I wouldn't describe sidewalk=none as a hack - speaking as someone who walks a lot, any verifiable tag that says "you're allowed to, but you probably don't want to walk down this road" is really useful.
Also for me - in my opinion it is not a hack, it is a well working solution.

Something even better would be interesting, but I consider it very unlikely that it can be improved.


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Re: armchair mappers putting errors back into the map

Kevin Kenny-3
In reply to this post by Richard Welty-2
On Sun, Mar 3, 2019 at 11:58 AM Richard Welty <[hidden email]> wrote:
> i have not reviewed NYS GIS data because there were, in the past
> at least, licensing issues. i do not know if those have been resolved
> so i'm not pitching a fit about that. it might be ok now. i just don't
> know. but from this edit, it appears that NYS GIS contains things that
> were wrong in 2007 when we took in the TIGER data.

Assuming that you're talking about
http://gis.ny.gov/gisdata/inventories/details.cfm?DSID=932 , that
particular data set is OK. The other one that's recently OK (there was
an announcement) is the address point data at
http://gis.ny.gov/gisdata/inventories/details.cfm?DSID=921. They're
both part of a Street and Address Maintenance (SAM) project at NYSGIS.

Generally speaking, NYSGIS data are effectively public domain, but
some data sets were created by contractors or county governments that
licensed the data to the state on restrictive terms. Several of the
data sets that presented difficulties - such as NYS Public Lands -
have been taken down in recent years.

The awkward one is parcel data, where the horrendous Suffolk v
Experian case set an awkward precedent. It left undecided some major
points because the parties settled after the Second Circuit remanded
for further proceedings, but left open at least the possibility that
tax maps are copyrightable. It is the only Federal appellate court
that has reached such an opinion.

Nevertheless, twenty counties http://gis.ny.gov/parcels/ have agreed
to let the state re-release their parcel data. Moreover, the state has
compiled a database (from county records) of the lands that it owns at
http://gis.ny.gov/gisdata/inventories/details.cfm?DSID=1300 - and is
claiming that it has the unquestioned right to release the plats of
its own holdings and daring the counties to sue.  That data set
replaces the no-longer-released "NYS Public Lands" dataset, which was
copyrighted by the contractor that produced it.  (Alas, it no longer
includes county and municipal facilities.)

Incidentally, a year or two ago all NYS parks, historic sites, and
recreation area were compared against that data set and many were
updated accordingly - including contacting the original mappers in
case of conflict. In all cases, the original mappers responded that
their data were traced approximately from aerials and welcomed the
updates. I didn't call this job an 'import' since the lines eventually
drawn were gleaned from a variety of sources and not drawn directly
from the data set.  An extreme example is
https://www.openstreetmap.org/relation/6440291 (note in particular the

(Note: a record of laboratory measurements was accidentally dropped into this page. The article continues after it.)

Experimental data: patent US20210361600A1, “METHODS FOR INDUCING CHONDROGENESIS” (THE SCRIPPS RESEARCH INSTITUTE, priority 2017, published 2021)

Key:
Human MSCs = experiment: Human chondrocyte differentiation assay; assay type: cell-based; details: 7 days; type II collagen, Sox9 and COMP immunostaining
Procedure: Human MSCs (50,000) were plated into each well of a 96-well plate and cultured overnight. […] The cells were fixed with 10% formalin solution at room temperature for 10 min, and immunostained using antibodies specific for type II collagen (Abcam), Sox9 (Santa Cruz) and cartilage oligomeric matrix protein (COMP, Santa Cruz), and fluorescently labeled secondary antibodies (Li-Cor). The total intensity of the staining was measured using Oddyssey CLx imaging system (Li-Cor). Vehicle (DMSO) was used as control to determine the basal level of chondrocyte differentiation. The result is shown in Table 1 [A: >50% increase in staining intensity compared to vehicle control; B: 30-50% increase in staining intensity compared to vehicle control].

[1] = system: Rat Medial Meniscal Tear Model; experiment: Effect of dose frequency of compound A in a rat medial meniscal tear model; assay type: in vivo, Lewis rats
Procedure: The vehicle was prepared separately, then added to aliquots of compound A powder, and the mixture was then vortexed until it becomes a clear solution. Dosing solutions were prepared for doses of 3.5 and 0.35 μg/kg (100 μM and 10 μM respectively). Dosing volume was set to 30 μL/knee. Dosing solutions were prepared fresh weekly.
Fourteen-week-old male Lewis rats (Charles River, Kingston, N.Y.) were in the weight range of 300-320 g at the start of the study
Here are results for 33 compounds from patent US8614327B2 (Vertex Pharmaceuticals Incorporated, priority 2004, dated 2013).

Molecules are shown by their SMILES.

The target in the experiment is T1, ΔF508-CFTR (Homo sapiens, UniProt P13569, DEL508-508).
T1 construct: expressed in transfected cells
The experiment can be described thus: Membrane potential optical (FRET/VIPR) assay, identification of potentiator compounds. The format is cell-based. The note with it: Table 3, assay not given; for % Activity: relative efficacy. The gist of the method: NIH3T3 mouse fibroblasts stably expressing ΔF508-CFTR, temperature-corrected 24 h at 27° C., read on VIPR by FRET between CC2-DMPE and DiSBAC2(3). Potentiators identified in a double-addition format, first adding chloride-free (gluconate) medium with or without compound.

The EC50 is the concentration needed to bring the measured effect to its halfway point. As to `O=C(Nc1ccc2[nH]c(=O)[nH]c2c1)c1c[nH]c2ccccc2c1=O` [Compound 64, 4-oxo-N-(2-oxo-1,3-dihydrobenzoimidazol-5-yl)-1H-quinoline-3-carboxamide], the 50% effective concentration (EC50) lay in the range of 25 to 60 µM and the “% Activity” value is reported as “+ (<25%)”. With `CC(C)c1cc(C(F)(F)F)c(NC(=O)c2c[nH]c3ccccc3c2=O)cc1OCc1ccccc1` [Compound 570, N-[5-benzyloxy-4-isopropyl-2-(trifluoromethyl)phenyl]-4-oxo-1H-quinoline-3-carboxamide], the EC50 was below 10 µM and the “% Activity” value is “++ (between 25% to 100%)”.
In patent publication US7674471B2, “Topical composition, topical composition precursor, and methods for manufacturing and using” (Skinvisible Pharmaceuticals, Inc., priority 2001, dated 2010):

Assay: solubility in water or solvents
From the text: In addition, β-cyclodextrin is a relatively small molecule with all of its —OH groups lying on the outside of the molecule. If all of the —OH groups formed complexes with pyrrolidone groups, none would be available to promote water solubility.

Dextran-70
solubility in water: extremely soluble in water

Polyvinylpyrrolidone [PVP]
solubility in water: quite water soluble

'note' tag there).  Notes like this are an important trail to build a
case that data were not directly copied, and hence copyright was not
infringed. A copyright holder has no monopoly over facts, merely the
expression, selection, structure, sequence and organization - and
notes like these provide evidence that our criteria for selection and
organization are different from those of our data sources.

You're right that the SAM data has obsolete data, errors, and streets
that were platted but never built. In some cases, I think they stay in
the database because the state or a municipality still own the
rights-of-way.

A few weeks (months?) ago, there was an announcement of a MapRoulette
project to add streets from
http://gis.ny.gov/gisdata/inventories/details.cfm?DSID=932 that were
not in OSM.  I suspect that's where your offending driveway came from.
I tried a few in Schenectady and Saratoga Counties, but wound up
passing on most as "too hard" because they were things like a
subdivision platted in a wood, where the most recent NYS Orthos Online
were three years old, so it could be new construction needing a field
survey. I don't think I wound up adding anything from the couple of
dozen things that I tried - where I did have local knowledge, OSM was
right and NYSGIS was wrong.  Which was unsurprising, since I'd already
mapped my local knowledge.

I'd classify http://gis.ny.gov/gisdata/inventories/details.cfm?DSID=932
as "best available third-party data" for NYS streets - it's not nearly
as hallucinatory as TIGER. But it's still surely imperfect. I'll
copy-n-paste from it if I have corroborating evidence that it's right,
and I'd investigate significant discrepancies between it and OSM, but
I'd not import anything from it blindly.

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Re: armchair mappers putting errors back into the map

Nick Bolten
In reply to this post by Mateusz Konieczny-3
> Also for me - in my opinion it is not a hack, it is a well working solution.

I want to use this exact info to figure out which areas need more mapping of sidewalks - and I plan to do so eventually. But it's not easy!

Here's a friendly and annoying challenge: tell me which sidewalks need to be mapped (because they are separate geometries, I mean highway=footway, footway=sidewalk) in Graz, Austria. We will ignore thinking about stale road way information. Use any tools you'd like! Graz is very well-mapped and was chosen to be, theoretically, one of the easier places from which to ask this question.